Posted May 5, 2022

Temple Made for … using data to solve problems

After exploring his interests in a range of humanities classes, Srikar Katta discovered the field of data science. Now, he’s set to continue to search for the meaning behind numbers through a PhD program at Duke University.

Srikar Katta holding a sign reading Temple Made for PhD@Duke
Photography By: 
Joseph V. Labolito

Name: Srikar Katta

Hometown: Hatfield, Pennsylvania

Major: Mathematics and Computer Science 

Temple Made moment: “A project I worked on with Gopuff in fall 2020. When COVID-19 happened, it was a breeding ground for new research questions because there was behavior no one had seen in 100 years. I was interested in the question: During times of disaster, will people band together to help others? We wanted to specifically look at how people treat delivery drivers. I worked with Dr. Edoardo Airoldi and Dr. Jeanne Ruane—two statistics-focused professors at Fox—who both really encouraged and motivated me. I realized then that Temple is an interdisciplinary place where I can really explore and solve problems.” 

For Srikar Katta, Class of 2022, Temple is a place of academic inquiry. Coming out of high school, he was drawn to Temple’s high-achieving Honors program. He hit the ground running, taking economics, political science, psychology and math classes. He even dabbled in some outside-the-box classes, like a theater class that he says helped him with public speaking and building confidence.

“I was able to take full advantage of Temple’s humanities classes and explore my passions,” he said.

After considering an economics/political science double major, a new path opened up during a first-year psychology research project.

“A PhD student on the project taught me a computer language called R that helps uncover a story about the data,” Katta remembered. “I began to understand that you need to clean and visualize data to gain insights and interpret it⁠—that’s how you transform a hodgepodge of numbers into something that makes sense.” 
Research became the new main pillar of Katta’s academic foundation, with much of his classes, internship and extracurriculars focused on data science. Katta explains data science as “a field that’s at the intersection of computer science; statistics; and a ‘domain’ like biology, economics or psychology. It’s using computational techniques to motivate the study of these domains.”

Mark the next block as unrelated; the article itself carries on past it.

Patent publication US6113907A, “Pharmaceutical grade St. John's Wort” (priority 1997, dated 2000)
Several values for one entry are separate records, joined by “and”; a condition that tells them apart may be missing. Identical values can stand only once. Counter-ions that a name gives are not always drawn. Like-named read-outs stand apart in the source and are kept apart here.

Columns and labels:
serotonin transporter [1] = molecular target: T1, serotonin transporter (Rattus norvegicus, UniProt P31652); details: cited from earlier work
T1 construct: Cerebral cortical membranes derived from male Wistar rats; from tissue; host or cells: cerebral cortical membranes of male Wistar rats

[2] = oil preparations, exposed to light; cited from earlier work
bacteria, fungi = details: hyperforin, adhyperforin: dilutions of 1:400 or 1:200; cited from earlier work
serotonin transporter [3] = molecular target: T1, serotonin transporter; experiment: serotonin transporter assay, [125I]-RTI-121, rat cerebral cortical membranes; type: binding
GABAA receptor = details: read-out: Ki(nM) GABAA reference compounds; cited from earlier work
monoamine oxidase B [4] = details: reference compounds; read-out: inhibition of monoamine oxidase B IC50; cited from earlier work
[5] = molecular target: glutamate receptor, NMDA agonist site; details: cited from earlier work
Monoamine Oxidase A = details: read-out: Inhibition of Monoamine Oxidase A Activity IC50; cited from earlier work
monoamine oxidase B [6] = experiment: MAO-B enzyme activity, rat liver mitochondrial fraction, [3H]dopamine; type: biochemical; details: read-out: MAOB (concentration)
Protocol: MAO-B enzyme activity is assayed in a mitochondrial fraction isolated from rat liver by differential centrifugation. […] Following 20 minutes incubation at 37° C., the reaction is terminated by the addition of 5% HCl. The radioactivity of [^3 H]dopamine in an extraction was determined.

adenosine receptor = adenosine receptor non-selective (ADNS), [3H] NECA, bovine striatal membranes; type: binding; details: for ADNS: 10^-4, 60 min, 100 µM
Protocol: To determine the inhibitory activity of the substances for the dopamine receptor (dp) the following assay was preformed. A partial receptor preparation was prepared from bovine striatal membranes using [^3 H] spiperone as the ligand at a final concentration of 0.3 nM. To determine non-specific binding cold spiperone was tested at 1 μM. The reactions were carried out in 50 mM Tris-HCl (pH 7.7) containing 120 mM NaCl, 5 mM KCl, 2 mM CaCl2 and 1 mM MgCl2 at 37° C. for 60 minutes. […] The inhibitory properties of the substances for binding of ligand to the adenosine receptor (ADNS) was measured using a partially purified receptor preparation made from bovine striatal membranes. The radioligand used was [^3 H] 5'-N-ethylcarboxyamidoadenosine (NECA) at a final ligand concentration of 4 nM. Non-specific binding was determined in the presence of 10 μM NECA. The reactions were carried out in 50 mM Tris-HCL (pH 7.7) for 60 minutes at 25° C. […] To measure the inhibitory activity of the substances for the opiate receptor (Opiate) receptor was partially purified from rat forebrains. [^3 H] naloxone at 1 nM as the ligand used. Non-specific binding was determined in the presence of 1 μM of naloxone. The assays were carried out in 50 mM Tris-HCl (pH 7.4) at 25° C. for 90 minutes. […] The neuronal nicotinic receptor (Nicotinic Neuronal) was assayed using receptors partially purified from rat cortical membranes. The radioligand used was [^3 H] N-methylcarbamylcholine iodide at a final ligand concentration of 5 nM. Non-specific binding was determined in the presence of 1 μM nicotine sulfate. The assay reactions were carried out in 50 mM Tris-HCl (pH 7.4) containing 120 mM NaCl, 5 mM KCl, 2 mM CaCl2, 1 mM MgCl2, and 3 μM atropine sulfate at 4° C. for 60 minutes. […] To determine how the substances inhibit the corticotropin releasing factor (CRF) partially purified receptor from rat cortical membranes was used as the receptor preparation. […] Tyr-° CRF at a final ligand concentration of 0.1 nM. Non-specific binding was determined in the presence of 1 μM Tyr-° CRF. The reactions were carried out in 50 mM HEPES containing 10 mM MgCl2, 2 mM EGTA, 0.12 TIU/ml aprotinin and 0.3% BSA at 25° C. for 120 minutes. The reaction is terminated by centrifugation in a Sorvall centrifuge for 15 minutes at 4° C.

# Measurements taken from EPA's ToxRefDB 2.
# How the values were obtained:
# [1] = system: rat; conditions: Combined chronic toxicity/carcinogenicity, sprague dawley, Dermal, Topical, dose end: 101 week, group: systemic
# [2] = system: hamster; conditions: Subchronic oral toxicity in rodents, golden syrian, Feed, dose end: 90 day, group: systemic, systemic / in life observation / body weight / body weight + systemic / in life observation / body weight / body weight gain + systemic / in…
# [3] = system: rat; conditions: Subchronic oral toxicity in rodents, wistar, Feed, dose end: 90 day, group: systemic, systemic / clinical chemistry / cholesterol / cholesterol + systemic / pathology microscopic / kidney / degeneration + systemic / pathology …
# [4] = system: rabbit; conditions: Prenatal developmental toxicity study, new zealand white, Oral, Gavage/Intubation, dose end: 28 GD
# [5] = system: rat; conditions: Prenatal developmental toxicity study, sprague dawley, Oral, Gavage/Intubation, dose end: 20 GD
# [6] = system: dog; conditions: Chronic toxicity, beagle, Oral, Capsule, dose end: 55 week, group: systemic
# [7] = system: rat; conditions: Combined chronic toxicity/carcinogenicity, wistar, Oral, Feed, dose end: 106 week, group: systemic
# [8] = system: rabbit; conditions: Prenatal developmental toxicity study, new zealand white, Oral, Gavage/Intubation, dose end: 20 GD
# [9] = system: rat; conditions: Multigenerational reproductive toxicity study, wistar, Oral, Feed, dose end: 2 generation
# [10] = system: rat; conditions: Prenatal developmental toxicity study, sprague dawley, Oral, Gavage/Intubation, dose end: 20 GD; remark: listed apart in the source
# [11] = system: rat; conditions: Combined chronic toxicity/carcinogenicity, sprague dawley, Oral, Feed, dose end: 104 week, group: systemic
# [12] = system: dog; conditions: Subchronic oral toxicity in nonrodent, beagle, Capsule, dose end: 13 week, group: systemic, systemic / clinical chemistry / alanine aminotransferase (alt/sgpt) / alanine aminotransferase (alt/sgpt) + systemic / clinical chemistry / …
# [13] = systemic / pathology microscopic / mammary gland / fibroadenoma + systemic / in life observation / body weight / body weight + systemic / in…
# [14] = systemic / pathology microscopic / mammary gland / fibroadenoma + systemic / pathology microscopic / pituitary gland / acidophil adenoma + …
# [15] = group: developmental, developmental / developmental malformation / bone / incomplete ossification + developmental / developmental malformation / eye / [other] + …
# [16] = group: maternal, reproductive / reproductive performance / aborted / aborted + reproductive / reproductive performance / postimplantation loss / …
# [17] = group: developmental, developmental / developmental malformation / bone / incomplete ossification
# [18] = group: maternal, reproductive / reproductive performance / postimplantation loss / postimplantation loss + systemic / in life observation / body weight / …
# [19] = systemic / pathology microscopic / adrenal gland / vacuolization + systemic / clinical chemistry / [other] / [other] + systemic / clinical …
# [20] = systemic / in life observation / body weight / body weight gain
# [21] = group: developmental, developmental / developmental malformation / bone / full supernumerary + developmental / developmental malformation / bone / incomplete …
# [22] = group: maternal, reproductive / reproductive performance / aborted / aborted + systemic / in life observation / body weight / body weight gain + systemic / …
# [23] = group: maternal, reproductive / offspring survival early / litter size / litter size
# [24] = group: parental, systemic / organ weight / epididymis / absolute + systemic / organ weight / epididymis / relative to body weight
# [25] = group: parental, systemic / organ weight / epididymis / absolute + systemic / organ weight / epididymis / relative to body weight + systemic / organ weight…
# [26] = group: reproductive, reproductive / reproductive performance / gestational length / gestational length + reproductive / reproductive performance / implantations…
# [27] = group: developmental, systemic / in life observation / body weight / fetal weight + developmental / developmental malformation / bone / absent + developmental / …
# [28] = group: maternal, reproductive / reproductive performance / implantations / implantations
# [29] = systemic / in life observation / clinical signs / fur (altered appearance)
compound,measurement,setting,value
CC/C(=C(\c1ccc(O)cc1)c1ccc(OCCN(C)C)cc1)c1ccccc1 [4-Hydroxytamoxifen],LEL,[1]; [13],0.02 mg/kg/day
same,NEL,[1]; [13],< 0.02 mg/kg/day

Data science empowered Katta to become a “data detective.” His favorite part of the study was its interdisciplinary nature and how working with data allowed him to follow his natural curiosity. 

“I’ve always been curious, whether that’s watching random YouYube videos or getting lost in a book,” he said. “As a researcher, you’re able to be independent and ask the questions you want to learn more about.”

For example, during his junior year, Katta interned at the U.S. Bureau of Labor Statistics, investigating the immigrant wage gap. 

“I was researching the questions: Do immigrants make more or less money than foregin born workers, and what features moderate this relationship?” he said. “Being able to look at it through this lens showed me that there is so much to do with this data.”

Some of Katta’s other accomplishments at Temple include co-founding Temple’s Data Science Community; working as a researcher at the Federal Reserve Bank of Philadelphia; participating in Temple’s Honors Appalachia service program; and being awarded the Provost Office’s Creative Arts, Research and Scholarship Grant, which allowed him to research charitable giving behaviors during natural disasters. 

“One of the biggest problems with doing research is funding or opportunity cost,” he notes. “Temple gave me tons of opportunities.” 

After graduating this spring, Katta is headed to Duke University to pursue a PhD in computer science. Because data science is so integrated into various industries, he says he could imagine eventually working at Google, Amazon or another company that’s looking to solve problems with data.

“I don’t exactly know what I want to do [after Duke], I just know that I definitely want to do research,” he says. “And, hopefully, my work will have some societal impact or benefit.” 

-Emily Kovach